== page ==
Evolution of a sitcom

Here’s something I’ve noticed from my many years of watching too much TV. Sitcoms that start out really well inevitably evolve into a pathetic imitation of their former glory. Give them enough years and they all go that way, I think.
I have three good examples: Roseanne, MASH, and Happy Days. Anyone have any others to add?
All three of those started out as very funny, witty sitcoms in which it was obvious that people put some real effort in. Then they evolved into something else. Roseanne became a hideous, unfunny exercise of Roseanne’s pop psychology and plastic surgery. Instead of a lovable but acerbic blue collar family, they all turned into hateful, spite filled, parent-hating jerks. The early days of Happy Days were totally different from the Fonzie-dominated rubbish that soon took over. It was actually a very enjoyable, albeit light, homage to the (supposedly) carefree days of the 1950s, not a dumbed down rehash of sitcom plots involving a guy with a magical thumb.
Both MASH and Roseanne suffered from the actors’ obvious disdain for continuing to look realistic in their roles. The Conner family, especially Roseanne, looked very authentic in the early years but then evolved into looking like exactly what they were: surgically altered, carefully coiffed Hollywood automatons walking around a set. MASH took on a totally different look when they switched to doing all the scenes on a soundstage instead of spending the extra bucks for an actual outdoor shot. And the hair style on Hotlips went from something you might think a nurse in Korea would wear to a carefully done, platinum blond sort of thing that looked like it never had blood splattered in it.
It just seems such a shame to take a well done bit of entertainment and then have everyone decide that it’s too much trouble to keep a bit of verisimilitude. And I guess the actors get tired of looking schlumpy on TV all the time.
Anyone else notice this or have other examples?
– Greg, Atlanta (whose cable is out right now, and that’s probably for the best)

I would have to add All in the Family and Cheers to your list. You’re right about the shows you mentioned and the reasons they declined. Some other reasons shows go downhill:
They take themselves too seriously, and feel they have to deal with “issues” instead of just being funny.
Characters become characatures of themselves: the Fonz, Kramer, everyone on Married with Children. Others lose the flaws that made them funny or at least identifiable.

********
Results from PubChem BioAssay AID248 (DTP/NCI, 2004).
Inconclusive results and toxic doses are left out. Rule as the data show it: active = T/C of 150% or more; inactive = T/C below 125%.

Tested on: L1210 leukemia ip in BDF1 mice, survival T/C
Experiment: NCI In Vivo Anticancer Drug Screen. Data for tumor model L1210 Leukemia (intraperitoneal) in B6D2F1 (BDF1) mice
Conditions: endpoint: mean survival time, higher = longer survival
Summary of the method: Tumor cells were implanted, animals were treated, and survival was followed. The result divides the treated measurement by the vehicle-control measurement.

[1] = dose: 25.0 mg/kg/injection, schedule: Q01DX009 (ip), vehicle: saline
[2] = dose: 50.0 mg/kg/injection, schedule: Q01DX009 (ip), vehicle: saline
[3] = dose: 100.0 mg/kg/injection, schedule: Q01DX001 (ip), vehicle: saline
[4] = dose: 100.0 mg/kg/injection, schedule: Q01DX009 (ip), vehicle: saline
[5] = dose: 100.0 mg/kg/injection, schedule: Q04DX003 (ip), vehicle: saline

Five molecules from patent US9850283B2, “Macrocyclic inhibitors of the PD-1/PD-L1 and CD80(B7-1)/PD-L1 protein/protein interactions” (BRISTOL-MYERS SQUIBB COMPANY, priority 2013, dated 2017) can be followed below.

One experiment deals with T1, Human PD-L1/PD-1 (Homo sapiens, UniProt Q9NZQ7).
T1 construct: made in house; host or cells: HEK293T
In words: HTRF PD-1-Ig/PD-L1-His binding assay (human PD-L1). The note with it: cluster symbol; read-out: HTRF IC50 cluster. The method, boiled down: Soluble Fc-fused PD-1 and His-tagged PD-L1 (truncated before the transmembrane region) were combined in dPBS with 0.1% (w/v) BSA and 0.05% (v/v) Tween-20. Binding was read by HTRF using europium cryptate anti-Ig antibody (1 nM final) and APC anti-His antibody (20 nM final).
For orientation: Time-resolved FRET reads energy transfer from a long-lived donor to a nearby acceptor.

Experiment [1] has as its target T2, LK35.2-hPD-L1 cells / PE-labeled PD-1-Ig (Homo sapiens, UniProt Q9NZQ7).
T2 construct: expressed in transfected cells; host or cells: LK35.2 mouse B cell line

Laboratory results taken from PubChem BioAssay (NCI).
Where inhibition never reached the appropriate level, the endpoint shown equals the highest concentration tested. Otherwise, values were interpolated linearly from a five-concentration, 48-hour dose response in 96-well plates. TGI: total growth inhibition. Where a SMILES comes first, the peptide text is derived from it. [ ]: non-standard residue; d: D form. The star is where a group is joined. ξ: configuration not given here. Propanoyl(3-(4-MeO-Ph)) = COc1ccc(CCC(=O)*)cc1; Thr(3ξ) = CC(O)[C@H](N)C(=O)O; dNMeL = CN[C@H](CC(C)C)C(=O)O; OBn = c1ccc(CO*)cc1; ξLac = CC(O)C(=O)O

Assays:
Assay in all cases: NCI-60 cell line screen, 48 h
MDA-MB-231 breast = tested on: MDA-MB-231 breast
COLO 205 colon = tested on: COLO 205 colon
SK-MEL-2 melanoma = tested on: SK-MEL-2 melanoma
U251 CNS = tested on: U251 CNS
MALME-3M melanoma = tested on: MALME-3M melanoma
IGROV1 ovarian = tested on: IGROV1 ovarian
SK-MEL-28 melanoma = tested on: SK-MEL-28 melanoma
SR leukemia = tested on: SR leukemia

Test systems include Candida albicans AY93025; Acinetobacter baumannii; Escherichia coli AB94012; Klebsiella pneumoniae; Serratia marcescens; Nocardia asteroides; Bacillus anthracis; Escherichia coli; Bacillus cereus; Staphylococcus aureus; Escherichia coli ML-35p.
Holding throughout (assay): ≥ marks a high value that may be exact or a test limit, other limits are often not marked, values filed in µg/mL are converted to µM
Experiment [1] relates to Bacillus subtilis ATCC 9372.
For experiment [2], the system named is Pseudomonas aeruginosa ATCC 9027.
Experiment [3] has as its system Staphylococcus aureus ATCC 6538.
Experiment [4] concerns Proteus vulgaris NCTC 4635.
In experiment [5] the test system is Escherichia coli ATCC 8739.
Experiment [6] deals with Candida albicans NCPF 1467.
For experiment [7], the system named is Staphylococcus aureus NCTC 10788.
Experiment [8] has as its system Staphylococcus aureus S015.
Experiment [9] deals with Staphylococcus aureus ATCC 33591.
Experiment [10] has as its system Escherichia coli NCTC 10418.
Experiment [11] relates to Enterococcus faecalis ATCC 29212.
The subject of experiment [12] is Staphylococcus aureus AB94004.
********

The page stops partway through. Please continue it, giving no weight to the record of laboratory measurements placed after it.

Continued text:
Once the show got popular (right around the time the “Jerry” pilot was the central focus of the show) it went downhill. I blame bad writing, Newman, George getting employment, Kramer being more of a focus, and Newman again.

The same thing happens with dramas, too. The smart people (Dick Van Dyck, Mary Tyler Moore, the Honeymooners) quit when the quality of the scripts began to deteriorate. But it’s too tempting to go on.

Usually the team of writers changes during the show’s run. The newer writers aren’t as good as the original, and things fall off from there.

It’s a normal part of a show’s evolution.


Chalk it up to the power of the actors. As a show becomes popular, the lead actors, as the face of the show, become more and more powerful and are able to negotiate things like producer responsibilities and the like. The director has very little power on a series (as compared to a film). I think this explains the Roseanne and MASH phenomena, Roseanne took over the show and hired only writers who wrote what she wanted to do, Alan Alda got tired of playing a one dimensional character and changed MASH into a drama. The Cheers issue could be chalked up to rising production costs. As the actors got to be paid more (I believe Ted Danson was the highest paid actor on TV for a few seasons) the budget allotted to the writers suffers. The good writers eventually get production deals with more money than the former writing gigs (Cheers was created by the Charles brothers, former Taxi writers and University of Redlands Alumni). Seinfeld suffered once Larry David left the show.